Paul Reubens starred as Pee-wee Herman, a red-bow-tied case of arrested development who gleefully tweaked the "family values" assumptions of Reagan-Bush America within the context of a harmless puppet-populated playhouse. This giddy, sexually ambiguous man-boy would think nothing of dancing in a pair of high heels; marrying a plate of egg salad; dishing with his swishy genie, Jambi; or mildly flirting with Cowboy Curtis or the lifeguard Tito. The supporting company was a multiracial gang of misfits ready for spicy fun. The playhouse was the hangout for grownups who remembered being lunchroom outcasts. Reubens created Pee-wee when he was a member of the Groundlings, the L.A. comedy troupe. Along with other members of the group, including Bill Steinkellner, Phil Hartman, and Edie McClurg, he worked up a parody of 1950s kiddie shows. It had a hit run in Los Angeles in 1980 and was filmed as an HBO special. The stage show attained cult status and led to a movie, and it wasn't long before Pee-wee became a national figure. Ironically, the party ended when the star was arrested for public exposure in a Florida adult-movie theater.
Reubens has since made a comeback, and now a reworked version of the original L.A. "Pee-wee Herman Show," by Reubens and Steinkellner, with additional material by John Paragon, has opened on Broadway. But will the delicate mix of silliness and satire prove too special a brew for Main Stem audiences? Judging by the number of screams when the secret word was uttered—one of the choice gimmicks of the TV show—there is enough adult-oriented whimsy for fans of the series, along with the right amount of colorful juvenile mayhem to keep the kids happy. But if you don't "get" the Pee-wee mindset, this show is probably not for you.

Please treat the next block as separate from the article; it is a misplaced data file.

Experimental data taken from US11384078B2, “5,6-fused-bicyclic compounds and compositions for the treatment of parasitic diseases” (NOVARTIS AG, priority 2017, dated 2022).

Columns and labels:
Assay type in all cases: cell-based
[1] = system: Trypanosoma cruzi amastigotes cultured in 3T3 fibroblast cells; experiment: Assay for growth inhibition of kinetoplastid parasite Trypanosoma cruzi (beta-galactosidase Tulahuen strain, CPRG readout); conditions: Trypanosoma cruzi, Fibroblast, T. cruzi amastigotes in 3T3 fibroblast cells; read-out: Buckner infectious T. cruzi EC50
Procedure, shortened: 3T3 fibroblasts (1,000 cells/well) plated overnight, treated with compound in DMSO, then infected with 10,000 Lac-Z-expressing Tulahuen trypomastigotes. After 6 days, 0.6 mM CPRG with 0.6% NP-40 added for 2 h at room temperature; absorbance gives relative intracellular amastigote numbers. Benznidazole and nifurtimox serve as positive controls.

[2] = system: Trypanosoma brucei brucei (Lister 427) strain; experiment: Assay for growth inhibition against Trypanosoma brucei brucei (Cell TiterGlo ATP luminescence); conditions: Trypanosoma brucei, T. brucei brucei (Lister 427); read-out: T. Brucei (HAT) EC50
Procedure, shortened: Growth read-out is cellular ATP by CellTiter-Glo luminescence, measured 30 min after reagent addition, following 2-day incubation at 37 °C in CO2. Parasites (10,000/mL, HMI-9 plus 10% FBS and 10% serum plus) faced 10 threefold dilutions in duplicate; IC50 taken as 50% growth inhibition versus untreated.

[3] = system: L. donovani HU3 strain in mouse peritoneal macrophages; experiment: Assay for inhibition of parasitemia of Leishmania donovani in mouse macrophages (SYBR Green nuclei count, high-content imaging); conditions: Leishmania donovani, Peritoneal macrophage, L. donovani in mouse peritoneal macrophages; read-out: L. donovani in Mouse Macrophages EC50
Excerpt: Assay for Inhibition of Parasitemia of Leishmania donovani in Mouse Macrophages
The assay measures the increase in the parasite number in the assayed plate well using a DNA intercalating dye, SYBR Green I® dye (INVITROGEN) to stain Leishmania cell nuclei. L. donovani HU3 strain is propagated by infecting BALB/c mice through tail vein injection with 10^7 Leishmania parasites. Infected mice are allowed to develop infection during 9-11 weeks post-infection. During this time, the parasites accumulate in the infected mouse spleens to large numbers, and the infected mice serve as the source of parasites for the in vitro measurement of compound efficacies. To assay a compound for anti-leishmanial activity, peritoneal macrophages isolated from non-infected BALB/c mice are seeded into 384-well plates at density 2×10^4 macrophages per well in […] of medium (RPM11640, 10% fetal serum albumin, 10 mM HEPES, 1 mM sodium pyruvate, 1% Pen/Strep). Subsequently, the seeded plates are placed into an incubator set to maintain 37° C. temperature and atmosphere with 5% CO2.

The script is basically an extended series episode, with Pee-wee wiring the playhouse to join the cyber age. His puppet pals, including the robot Conky, the talking Globey, and the all-knowing Magic Screen, are none too happy with the modernizing change. In a subplot, Pee-wee conspires with Jambi to bring together the shy Cowboy Curtis and the bawdy Miss Yvonne. It's all a slim excuse to poke fun at conventional entertainment and societal mores. Even Reubens' notorious arrest is given the wink-wink treatment.
Seemingly unchanged in 30 years, Reubens' Pee-wee is as dangerously uncontrollable as ever, representing the fun-loving yet wild little kid in all of us. The performer skillfully combines a child's enthusiasm with an adult edginess. Whether quoting Bette Davis, making rude noises with a balloon, dancing with his favorite chair, or appearing to fly, Pee-wee is a spiky ball of fun. Reubens also offers a lesson to Back Stage readers in creating and, after a big mistake, re-creating your own career. The rest of the cast play clever parodies of childhood archetypes. Lynne Marie Stewart is particularly sharp as the beauty-obsessed Miss Yvonne. Paragon makes for a delightfully witty, bodiless Jambi.
Alex Timbers ("Bloody Bloody Andrew Jackson") provides the right slick and silly staging. Every dollar of the three-digit ticket price can be seen on stage in Jeff Croiter's flashy lighting, Jake Pinholster's dreamscape projections, Basil Twist's masterful puppets, and David Korins' elaborate re-imagining of Gary Panter's original set design, creating an eye-popping fantasy world.
Presented by Scott Sanders Productions, Adam S. Gordon, Allan S. Gordon, Élan V. McAllister, Roy Miller, Carol Fineman, Scott Zeilinger Productions/Radio Mouse Entertainment, and StylesFour Productions/Randy Donaldson/Tim Laczynski at the Stephen Sondheim Theatre, 124 W. 43rd St., NYC. Nov. 11–Jan. 2. Tue. and Sun., 7 p.m.; Wed.–Sat., 8 p.m.; Sat. and Sun., 2 p.m. (212) 239-6200, (800) 432-7250, or www.telecharge.com. N.Y. casting by Carrie Gardner; L.A. production casting by Bruce H. Neuberg.